The automaker Ford Motor Co. is turning to biomimicry to solve a challenge that stands in the way of its recycling efforts. It’s looking to the tiny gecko, which has sticky pads and the ability to support as much as 390 pounds with its grip, to answer the question.
This category is about corporate social responsibility (CSR), a form of corporate self-regulation integrated into a business model. The goal of CSR is to embrace responsibility for the company’s actions and encourage a positive impact through its activities on the environment, consumers, employees, communities, stakeholders and all other members of the public sphere.
Coal companies, which pollute our environment and destroy our mountains without paying the true costs of their impact on our planet, want to continue polluting for free. And they’re pushing 24 states to sue the Environmental Protection Agency and stop President Obama’s plan.
In the weeks following the Volkswagen emissions scandal, critics have been queuing up to slam the whole concept of corporate social responsibility (CSR) as a “dangerous racket” built on false promises and unreliable self-assessment. But despite the criticism, CSR matters more than ever. Volkswagen illustrates that all companies must strive to avoid a gap between communications and performance.
If you are a corporate responsibility communicator, “you are your CFO’s best friend. Because 30 percent of a company’s stock value is intangible; it is the g-word: goodwill.” FedEx and Southwest share examples of how to tell a story to boost your brand.
What’s in my SpaghettiOs? Should I assume there’s no dog in my hot dog? We all want to know what’s buried in the food we eat. We also want to know about the welfare of any animals involved in the process. Sadly, food companies haven’t always been transparent, but Campbell Soup and Smithfield are plodding along toward the goal of complete transparency. Here are some of their recent initiatives and stances.
If you ever want to one-up someone in a conversation about corporate social responsibility, all you have to do is toss in the words “Unilever” or “Paul Polman,” and it’s over. But you know what would even be an even bigger win? Becoming a company like Unilever or a CEO like Polman. So, I interviewed the CEO of everyone’s favorite Unilever brand, Ben & Jerry’s. Part man, part dessert god, Jostein Solheim shares how to integrate social good into your business model, measure impact and recruit more brand fans.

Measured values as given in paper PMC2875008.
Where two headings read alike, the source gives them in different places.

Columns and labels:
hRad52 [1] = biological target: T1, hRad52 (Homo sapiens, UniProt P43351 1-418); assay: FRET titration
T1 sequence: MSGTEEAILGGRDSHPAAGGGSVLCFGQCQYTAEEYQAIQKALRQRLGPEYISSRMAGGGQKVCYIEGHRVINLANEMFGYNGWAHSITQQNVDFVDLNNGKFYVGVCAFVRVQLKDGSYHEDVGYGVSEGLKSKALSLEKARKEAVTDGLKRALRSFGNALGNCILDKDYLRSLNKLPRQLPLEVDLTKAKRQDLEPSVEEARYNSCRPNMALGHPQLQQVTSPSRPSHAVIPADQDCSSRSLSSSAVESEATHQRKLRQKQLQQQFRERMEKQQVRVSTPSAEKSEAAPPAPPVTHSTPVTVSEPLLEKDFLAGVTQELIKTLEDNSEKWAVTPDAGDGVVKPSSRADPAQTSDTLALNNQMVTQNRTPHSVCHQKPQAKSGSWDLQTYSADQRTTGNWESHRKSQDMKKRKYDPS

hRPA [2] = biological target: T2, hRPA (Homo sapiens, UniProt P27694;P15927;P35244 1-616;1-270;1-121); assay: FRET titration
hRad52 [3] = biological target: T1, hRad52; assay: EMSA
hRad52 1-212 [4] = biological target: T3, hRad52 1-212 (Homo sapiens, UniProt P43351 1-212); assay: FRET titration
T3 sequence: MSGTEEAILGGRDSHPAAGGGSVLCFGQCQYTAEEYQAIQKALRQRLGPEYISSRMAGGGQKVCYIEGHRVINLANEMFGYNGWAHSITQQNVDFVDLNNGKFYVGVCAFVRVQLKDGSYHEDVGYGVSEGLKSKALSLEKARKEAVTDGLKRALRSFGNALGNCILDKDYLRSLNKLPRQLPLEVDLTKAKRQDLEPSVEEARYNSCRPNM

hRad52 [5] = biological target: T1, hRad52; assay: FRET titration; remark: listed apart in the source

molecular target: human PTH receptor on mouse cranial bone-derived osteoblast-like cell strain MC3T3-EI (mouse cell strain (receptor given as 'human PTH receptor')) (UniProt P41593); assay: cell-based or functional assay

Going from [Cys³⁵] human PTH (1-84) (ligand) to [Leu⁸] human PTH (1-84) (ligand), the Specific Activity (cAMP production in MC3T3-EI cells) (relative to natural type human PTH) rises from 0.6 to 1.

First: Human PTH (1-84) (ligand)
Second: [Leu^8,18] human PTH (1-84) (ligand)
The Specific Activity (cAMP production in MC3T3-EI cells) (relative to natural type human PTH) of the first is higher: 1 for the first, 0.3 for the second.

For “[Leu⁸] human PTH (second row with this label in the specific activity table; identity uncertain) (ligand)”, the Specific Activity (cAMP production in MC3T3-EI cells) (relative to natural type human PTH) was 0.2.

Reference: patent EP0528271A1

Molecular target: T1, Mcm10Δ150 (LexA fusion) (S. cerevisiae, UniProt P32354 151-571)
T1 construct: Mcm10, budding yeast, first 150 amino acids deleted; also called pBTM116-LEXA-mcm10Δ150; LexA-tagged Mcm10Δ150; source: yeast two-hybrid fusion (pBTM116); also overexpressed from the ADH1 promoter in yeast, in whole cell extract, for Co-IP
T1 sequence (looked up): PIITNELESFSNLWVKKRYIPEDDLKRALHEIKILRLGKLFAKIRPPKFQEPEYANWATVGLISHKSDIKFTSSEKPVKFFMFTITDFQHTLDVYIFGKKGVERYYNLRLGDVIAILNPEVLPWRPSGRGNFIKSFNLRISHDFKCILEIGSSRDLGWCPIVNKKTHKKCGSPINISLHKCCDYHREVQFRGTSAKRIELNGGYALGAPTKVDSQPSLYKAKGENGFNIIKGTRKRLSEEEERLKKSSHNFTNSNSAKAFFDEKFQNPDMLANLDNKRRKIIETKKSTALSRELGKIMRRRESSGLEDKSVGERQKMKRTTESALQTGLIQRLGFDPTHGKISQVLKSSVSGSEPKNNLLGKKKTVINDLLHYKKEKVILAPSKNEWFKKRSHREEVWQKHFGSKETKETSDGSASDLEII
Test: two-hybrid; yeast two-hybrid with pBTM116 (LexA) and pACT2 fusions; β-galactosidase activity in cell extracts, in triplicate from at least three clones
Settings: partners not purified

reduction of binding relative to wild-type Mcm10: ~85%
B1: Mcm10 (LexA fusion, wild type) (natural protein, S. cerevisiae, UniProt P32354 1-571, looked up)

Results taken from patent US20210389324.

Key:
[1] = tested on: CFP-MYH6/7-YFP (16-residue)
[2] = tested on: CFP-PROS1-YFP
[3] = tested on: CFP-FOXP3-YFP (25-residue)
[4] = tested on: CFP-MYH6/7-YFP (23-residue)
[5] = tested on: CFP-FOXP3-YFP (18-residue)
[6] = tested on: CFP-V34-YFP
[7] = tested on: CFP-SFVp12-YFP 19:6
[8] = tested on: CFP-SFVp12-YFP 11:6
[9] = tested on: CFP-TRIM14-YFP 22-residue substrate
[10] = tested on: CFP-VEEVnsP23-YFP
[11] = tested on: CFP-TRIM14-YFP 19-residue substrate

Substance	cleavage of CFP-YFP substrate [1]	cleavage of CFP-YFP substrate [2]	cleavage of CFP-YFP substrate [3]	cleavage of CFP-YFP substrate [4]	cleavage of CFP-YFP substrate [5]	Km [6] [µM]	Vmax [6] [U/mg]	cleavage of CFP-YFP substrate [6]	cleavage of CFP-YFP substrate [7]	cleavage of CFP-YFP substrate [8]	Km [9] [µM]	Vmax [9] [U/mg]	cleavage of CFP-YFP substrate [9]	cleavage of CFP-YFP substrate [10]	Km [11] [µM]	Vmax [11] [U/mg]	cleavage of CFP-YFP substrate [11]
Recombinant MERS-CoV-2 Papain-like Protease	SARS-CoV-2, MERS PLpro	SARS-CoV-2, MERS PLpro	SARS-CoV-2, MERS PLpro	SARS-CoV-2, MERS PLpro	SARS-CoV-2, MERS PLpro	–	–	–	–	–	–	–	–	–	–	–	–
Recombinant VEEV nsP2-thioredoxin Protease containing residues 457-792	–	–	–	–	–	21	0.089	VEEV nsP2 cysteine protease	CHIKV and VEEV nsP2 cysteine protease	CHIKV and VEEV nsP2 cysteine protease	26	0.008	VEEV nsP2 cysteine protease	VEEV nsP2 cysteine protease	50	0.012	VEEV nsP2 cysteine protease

Tobacco is, ironically, bringing Exxon closer to an investigation. A former Department of Justice lawyer has alluded to a parallel between the racketeering investigations against cigarette companies in 2006, and the discovery that Exxon knew decades ago that climate change would be exacerbated by the company’s carbon emissions. Meanwhile, the Heartland Institute put out an op-ed charging that this is all a political maneuver being used by Bernie Sanders to win the presidency. Nothing, however, is said about the fact that Sanders is only one of the many calling for an investigation of Exxon.
When it comes to climate change negotiations, we’ve been repeating the same thing since 2009: We have the science to show we need to do something serious right now, but treat it like fiction when it comes to the actual agreement and commitments. Rinse and repeat. The life of climate change. Loud voices make big claims, but nothing will happen to slow down what is killing us.
Workplace giving programs are underutilized. Learn how to get millennial employees engaged in workplace giving and engaged in your company in the process.
Creativity, hard work and the Internet have helped turn young people with radical ideas — from Mark Zuckerberg with Facebook to Brian Chesky with Airbnb — into some of the most influential figures in the world. This is why companies should actively participate in a bottom-up approach to entrepreneurship education. To assist and involve your company with one of these programs, Erin Shipley of Karlin Ventures suggests the following.
We’ve just witnessed the member countries of the U.N. agree to 17 Global Goals that will, all going well, transform our world by 2030. No one individual, organization or government is able to tackle the SDGs. But effective partnerships can.
As the world turns its attention to Paris in advance of the United Nations climate negotiations in December, hundreds of thousands of people are also unifying around a common cause: kicking the very polluters that have caused the climate crisis out of those negotiations.
On Oct. 21, the Center for Environmental Health planned to join with Safer Chemicals, Healthy Families in national demonstrations outside of Macy’s stores. Their beef? The department-store chain has been too slow to offer home furnishings made without toxic flame retardants. But the demonstrations were replaced with a victory celebration.